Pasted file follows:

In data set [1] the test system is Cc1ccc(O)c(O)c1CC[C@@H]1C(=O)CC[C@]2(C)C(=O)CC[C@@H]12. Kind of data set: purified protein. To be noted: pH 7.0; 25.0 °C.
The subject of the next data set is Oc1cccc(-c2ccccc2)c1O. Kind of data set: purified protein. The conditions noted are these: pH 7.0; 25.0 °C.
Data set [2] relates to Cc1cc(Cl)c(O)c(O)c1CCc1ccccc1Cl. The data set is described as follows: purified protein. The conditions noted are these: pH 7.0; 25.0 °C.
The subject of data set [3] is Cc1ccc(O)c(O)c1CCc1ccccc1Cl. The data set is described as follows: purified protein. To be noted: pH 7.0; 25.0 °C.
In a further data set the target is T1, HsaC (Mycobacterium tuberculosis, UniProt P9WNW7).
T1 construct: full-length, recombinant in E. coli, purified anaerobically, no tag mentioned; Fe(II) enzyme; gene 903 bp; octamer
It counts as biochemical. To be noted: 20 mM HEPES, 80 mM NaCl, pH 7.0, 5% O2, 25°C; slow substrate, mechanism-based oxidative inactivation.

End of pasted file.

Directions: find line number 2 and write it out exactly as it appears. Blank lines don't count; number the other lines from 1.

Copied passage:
The subject of the next data set is Oc1cccc(-c2ccccc2)c1O. Kind of data set: purified protein. The conditions noted are these: pH 7.0; 25.0 °C.